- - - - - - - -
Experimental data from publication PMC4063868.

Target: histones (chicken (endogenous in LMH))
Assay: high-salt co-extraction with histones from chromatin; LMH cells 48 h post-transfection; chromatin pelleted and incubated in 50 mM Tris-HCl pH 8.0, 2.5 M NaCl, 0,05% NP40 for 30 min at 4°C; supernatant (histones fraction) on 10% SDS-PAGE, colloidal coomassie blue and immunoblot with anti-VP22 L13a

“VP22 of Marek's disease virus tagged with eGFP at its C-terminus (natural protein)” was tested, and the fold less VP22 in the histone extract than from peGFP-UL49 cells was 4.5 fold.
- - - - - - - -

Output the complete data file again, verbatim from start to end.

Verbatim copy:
Experimental data from publication PMC4063868.

Target: histones (chicken (endogenous in LMH))
Assay: high-salt co-extraction with histones from chromatin; LMH cells 48 h post-transfection; chromatin pelleted and incubated in 50 mM Tris-HCl pH 8.0, 2.5 M NaCl, 0,05% NP40 for 30 min at 4°C; supernatant (histones fraction) on 10% SDS-PAGE, colloidal coomassie blue and immunoblot with anti-VP22 L13a

“VP22 of Marek's disease virus tagged with eGFP at its C-terminus (natural protein)” was tested, and the fold less VP22 in the histone extract than from peGFP-UL49 cells was 4.5 fold.